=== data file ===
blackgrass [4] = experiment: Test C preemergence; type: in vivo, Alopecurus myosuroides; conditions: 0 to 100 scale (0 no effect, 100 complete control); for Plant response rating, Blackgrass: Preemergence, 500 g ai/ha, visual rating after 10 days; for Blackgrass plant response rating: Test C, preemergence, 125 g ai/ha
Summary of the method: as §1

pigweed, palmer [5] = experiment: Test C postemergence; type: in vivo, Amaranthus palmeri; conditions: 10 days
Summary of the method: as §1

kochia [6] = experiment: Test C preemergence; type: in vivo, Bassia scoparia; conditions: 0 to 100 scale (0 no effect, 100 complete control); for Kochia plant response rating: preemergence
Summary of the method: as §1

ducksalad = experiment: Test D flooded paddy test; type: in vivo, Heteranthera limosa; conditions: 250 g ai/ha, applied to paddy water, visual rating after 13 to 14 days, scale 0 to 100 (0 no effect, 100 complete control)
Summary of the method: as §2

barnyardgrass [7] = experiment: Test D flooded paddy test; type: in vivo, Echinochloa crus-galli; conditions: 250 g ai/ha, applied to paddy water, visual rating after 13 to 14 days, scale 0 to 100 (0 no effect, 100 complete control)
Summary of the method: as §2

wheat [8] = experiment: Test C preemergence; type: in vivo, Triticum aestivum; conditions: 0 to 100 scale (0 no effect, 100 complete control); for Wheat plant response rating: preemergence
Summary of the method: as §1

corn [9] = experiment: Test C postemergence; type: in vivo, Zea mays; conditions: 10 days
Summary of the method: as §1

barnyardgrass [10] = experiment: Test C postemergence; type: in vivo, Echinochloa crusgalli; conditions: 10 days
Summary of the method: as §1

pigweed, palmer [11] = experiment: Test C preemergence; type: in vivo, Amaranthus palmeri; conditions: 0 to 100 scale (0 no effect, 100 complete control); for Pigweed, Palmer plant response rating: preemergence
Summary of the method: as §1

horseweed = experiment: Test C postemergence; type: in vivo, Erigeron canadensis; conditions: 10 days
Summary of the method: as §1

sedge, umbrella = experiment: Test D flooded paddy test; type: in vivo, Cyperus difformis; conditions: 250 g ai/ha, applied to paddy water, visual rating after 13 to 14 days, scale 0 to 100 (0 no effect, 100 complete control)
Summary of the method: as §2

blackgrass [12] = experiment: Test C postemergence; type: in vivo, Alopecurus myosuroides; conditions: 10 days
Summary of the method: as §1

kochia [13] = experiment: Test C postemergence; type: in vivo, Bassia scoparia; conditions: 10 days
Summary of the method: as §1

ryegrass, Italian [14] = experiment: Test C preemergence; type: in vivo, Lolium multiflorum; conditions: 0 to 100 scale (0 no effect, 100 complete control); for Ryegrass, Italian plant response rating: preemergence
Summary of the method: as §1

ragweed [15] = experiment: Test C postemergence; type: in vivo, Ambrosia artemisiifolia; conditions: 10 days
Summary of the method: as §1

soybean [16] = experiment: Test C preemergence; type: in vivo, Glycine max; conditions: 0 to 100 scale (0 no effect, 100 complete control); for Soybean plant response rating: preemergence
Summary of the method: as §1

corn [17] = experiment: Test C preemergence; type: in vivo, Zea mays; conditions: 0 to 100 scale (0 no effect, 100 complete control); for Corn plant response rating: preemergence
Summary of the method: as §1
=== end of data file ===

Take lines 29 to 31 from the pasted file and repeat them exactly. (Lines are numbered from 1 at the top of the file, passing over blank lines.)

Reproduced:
ragweed [15] = experiment: Test C postemergence; type: in vivo, Ambrosia artemisiifolia; conditions: 10 days
Summary of the method: as §1

soybean [16] = experiment: Test C preemergence; type: in vivo, Glycine max; conditions: 0 to 100 scale (0 no effect, 100 complete control); for Soybean plant response rating: preemergence